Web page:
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Lead In Faucets At Guilford County Schools Points To Potential Risk Elsewhere

File photo of a faucet.
Henry M. Diaz
Flickr, Creative Commons,

Guilford County Schools is working to protect its students' drinking water after the county identified three school faucets with elevated lead content.

The school system is conducting an inventory of all of the faucets in the district this week to identify similar faucets before its traditional schools start up next week. However, there is no guarantee that similar faucets are not in other schools in the state.

Exposure to lead can cause a variety health problems ranging in severity, and children are especially vulnerable.

In February and March, Greensboro Water volunteered to test one sink per public school in Guilford County for lead. The school district’s Chief Operations Officer Scott McCully said school employees selected the most vulnerable faucet in each school – those that were older and not in frequent use, so contaminants were more likely to build up.

“In other words, we were trying to draw and get the worst-case scenario from each and every building,” McCully explained.

The tests came back with elevated lead levels in three faucets. Three schools had taps that tested above or near the EPA's recommended level for taking action, of 20 parts per billion. Southeast Guilford Middle school had a faucet in its kitchen that tested at 194 parts per billion, while Frazier Elementary’s faucet tested at 45 ppb and Allen Jay Elementary’s tested at 19.7 ppb.

Guilford County Schools released those results at the end of the summer, and parents have reacted with concern and calls for the district to respond with clear answers and a plan of action.

“I think it’s very important for them to come back and definitively say 'Was the water safe, and is it safe?' That’s the number one thing,” said Treena Jackson, who has two children attending Southeast Guilford Middle School and is president of the school’s Parent Teacher Student Association.

Is Your Child’s School Safe?

The water safety issues identified in the three Guilford County schools are not necessarily unique to those schools. North Carolina does not require public schools to test their drinking water for lead if it comes from a municipal source. Federal law requires testing at schools -- and all public drinking water sites -- that maintain their own water system sourced from a well. State legislators filed bills in 2015 and 2017 that would require water providers to test for lead in water outlets at North Carolina schools and childcare facilities, but those bills never made it out of committee.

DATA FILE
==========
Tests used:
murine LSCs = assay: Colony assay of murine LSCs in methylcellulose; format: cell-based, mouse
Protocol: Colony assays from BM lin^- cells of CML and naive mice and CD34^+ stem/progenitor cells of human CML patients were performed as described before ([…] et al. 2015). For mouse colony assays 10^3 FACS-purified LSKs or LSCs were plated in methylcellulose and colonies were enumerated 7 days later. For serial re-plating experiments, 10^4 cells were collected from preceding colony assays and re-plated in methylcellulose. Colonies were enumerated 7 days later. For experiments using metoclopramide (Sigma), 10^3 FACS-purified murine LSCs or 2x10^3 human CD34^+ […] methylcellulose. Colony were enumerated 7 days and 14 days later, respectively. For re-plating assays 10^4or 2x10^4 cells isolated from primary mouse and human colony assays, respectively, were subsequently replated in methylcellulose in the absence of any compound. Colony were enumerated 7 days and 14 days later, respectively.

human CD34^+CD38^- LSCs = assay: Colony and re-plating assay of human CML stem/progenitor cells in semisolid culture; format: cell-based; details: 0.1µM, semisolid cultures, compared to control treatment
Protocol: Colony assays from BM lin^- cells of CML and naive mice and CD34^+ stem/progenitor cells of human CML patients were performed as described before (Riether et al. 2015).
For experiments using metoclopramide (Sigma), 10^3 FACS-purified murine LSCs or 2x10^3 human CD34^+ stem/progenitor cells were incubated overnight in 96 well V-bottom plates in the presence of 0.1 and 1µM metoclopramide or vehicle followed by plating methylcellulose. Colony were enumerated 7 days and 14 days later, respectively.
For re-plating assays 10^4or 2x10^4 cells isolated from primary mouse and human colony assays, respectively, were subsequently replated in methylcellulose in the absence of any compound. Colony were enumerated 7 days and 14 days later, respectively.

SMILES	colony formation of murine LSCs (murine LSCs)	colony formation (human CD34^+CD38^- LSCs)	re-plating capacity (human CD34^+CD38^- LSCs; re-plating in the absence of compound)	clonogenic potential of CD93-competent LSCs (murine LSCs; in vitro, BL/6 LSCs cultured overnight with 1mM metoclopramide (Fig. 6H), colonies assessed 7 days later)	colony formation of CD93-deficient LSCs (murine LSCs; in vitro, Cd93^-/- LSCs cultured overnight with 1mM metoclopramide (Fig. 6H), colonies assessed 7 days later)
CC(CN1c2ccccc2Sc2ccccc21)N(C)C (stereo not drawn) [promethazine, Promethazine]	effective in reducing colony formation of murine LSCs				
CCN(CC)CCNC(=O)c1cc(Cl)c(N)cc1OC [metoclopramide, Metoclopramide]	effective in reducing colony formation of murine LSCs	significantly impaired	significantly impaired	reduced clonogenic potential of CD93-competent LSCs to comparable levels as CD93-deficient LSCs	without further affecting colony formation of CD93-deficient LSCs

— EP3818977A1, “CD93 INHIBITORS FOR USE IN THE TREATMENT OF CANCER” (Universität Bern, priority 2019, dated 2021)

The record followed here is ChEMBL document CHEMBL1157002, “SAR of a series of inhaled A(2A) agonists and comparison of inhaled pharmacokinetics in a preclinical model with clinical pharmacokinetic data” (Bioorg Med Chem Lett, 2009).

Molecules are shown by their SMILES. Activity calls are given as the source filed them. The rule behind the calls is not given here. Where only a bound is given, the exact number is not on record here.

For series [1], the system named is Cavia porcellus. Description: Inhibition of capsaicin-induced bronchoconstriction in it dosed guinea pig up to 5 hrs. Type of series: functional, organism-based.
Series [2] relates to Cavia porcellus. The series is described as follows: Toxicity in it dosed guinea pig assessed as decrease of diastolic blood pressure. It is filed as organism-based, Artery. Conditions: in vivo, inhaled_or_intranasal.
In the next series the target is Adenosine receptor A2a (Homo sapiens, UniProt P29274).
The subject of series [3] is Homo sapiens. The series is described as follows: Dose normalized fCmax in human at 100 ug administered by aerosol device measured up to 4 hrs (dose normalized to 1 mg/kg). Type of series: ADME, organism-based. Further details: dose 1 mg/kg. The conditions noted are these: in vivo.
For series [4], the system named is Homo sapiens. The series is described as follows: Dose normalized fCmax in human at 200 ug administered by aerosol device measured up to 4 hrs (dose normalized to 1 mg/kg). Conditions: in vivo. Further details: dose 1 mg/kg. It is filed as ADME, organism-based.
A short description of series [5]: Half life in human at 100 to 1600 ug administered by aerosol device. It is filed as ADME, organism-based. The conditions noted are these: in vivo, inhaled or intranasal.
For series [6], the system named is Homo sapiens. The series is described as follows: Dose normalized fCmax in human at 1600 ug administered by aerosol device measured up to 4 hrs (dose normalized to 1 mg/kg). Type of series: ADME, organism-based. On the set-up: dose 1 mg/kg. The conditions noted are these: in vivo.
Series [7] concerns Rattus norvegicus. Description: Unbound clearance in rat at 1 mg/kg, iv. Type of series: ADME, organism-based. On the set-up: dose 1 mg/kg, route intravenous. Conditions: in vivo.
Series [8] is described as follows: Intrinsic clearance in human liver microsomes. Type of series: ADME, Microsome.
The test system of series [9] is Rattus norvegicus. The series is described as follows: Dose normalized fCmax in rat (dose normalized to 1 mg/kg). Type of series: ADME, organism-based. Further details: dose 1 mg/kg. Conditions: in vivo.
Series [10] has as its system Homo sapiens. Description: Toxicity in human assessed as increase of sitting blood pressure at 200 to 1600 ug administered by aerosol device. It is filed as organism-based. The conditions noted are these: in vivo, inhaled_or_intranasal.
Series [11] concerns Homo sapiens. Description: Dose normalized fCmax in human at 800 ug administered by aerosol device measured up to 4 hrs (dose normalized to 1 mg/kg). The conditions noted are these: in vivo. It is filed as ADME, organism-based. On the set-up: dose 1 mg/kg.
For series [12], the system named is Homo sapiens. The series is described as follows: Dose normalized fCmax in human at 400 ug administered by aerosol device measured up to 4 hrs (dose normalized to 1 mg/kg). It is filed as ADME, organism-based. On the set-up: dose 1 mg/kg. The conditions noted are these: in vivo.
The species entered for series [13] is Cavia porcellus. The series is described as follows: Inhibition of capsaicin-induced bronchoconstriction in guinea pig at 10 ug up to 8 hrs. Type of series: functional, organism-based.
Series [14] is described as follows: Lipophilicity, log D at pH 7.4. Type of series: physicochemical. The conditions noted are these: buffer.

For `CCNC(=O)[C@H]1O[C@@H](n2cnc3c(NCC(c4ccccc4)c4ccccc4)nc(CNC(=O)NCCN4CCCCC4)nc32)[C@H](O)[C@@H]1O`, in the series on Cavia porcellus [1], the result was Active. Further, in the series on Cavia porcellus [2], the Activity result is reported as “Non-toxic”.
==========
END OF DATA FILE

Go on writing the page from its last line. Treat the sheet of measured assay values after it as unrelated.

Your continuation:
The initial testing at Guilford Schools was voluntary. The district’s municipal water company approached the school system to initiate testing and paid for the tests at $50 per tap. Subsequent tests suggest that the source of the lead were old faucets, and not the schools’ water or pipes – so it is possible that other schools with similar faucets could also be at risk of exposing students to lead.

District’s Response

In Guilford County, district officials addressed the problem at the three sites that showed high lead content. Employees flushed out the faucets by running water for an extended period, replaced the faucets and retested. The second tests showed the water was then within normal levels and an initial test at the water source was also normal – so it appears that the source of the lead build-up were the faucets and not the schools’ pipes or water.

The problem faucets were all manufactured in the late ‘70s and early ‘80s. Now Guilford County Schools is taking a count of how many faucets in the district are of the same age. McCully said the district is working to complete that inventory as soon as possible, especially in affected schools.

“That information will be coming here pretty soon, like this week, to determine how many and if we need to test [them] or if it makes more sense to go ahead and replace,” McCully said.

Guilford County Schools is also holding meetings at Allen Jay Elementary in High Point at 7 p.m. Wednesday, August 22 and at Frazier Elementary in Greensboro at 5 p.m. Thursday, August 23 to answer questions and hear concerns from parents of children at those affected schools.

Liz Schlemmer is WUNC's Education Reporter, covering preschool through higher education. Email:
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